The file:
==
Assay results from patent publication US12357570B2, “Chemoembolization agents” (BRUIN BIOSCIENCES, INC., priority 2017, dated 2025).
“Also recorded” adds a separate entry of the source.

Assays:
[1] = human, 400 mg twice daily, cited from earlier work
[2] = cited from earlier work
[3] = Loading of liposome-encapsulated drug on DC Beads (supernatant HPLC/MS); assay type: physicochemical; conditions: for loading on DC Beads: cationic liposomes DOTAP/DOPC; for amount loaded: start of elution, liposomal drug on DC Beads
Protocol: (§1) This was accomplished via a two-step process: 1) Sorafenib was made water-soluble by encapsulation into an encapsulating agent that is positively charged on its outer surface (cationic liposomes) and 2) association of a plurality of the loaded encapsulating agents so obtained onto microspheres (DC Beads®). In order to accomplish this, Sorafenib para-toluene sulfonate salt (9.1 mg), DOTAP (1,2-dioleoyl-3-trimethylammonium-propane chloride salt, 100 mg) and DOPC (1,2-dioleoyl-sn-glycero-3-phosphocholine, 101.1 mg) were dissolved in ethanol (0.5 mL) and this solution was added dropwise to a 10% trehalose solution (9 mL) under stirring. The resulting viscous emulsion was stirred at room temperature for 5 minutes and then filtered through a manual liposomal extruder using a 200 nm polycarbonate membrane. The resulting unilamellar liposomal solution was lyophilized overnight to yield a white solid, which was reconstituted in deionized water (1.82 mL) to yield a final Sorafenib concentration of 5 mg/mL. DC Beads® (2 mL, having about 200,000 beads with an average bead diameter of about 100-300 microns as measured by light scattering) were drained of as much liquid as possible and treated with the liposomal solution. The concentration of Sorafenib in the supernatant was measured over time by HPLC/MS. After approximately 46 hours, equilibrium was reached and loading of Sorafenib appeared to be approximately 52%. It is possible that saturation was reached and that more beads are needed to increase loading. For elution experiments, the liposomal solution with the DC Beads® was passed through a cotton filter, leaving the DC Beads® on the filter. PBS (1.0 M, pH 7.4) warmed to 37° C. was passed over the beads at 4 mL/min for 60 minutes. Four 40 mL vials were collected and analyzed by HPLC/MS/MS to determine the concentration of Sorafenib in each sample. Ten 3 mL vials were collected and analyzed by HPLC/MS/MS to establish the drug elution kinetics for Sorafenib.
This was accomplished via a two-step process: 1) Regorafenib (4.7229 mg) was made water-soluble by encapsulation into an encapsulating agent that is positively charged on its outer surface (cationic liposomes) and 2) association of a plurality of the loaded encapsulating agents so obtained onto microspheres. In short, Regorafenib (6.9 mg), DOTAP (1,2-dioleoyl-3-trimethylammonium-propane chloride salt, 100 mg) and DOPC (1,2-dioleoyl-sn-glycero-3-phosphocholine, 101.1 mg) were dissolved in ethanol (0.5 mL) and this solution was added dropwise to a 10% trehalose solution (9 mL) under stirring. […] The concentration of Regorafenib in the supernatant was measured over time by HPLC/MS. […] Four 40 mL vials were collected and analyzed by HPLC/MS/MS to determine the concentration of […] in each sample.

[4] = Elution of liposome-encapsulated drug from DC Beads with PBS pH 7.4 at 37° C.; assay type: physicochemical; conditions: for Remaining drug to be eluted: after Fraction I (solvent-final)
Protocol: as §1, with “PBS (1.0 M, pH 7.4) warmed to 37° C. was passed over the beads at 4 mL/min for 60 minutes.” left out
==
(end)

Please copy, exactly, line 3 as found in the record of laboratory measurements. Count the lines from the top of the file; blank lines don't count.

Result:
Assays: